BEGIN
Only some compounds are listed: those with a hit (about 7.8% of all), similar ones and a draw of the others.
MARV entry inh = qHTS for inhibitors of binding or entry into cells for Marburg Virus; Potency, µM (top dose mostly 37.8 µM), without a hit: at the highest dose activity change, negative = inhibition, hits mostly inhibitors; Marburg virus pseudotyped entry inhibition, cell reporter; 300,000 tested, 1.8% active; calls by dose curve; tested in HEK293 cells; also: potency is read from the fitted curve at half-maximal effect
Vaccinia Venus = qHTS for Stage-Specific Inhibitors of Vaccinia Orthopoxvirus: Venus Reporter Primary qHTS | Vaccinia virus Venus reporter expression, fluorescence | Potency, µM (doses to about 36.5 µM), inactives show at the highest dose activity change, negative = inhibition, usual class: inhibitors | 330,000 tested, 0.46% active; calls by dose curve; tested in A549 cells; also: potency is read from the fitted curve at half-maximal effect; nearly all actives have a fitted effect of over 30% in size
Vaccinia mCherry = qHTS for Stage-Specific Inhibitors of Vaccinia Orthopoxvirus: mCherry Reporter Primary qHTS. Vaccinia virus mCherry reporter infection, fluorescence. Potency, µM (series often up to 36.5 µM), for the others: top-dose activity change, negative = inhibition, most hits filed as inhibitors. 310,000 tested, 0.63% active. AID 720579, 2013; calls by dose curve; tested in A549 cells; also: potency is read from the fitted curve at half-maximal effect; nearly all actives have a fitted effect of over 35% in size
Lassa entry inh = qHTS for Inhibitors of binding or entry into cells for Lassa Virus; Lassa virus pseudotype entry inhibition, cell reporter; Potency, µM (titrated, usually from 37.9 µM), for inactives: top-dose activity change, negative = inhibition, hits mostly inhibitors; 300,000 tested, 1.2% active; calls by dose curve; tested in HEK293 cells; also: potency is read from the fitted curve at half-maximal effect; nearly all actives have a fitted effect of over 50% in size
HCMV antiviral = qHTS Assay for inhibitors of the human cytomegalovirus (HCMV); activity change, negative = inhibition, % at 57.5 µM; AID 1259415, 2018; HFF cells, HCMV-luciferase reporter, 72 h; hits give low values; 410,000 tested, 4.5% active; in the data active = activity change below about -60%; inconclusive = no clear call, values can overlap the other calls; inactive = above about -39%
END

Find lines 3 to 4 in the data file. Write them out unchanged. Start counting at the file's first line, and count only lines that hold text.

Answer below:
Vaccinia Venus = qHTS for Stage-Specific Inhibitors of Vaccinia Orthopoxvirus: Venus Reporter Primary qHTS | Vaccinia virus Venus reporter expression, fluorescence | Potency, µM (doses to about 36.5 µM), inactives show at the highest dose activity change, negative = inhibition, usual class: inhibitors | 330,000 tested, 0.46% active; calls by dose curve; tested in A549 cells; also: potency is read from the fitted curve at half-maximal effect; nearly all actives have a fitted effect of over 30% in size
Vaccinia mCherry = qHTS for Stage-Specific Inhibitors of Vaccinia Orthopoxvirus: mCherry Reporter Primary qHTS. Vaccinia virus mCherry reporter infection, fluorescence. Potency, µM (series often up to 36.5 µM), for the others: top-dose activity change, negative = inhibition, most hits filed as inhibitors. 310,000 tested, 0.63% active. AID 720579, 2013; calls by dose curve; tested in A549 cells; also: potency is read from the fitted curve at half-maximal effect; nearly all actives have a fitted effect of over 35% in size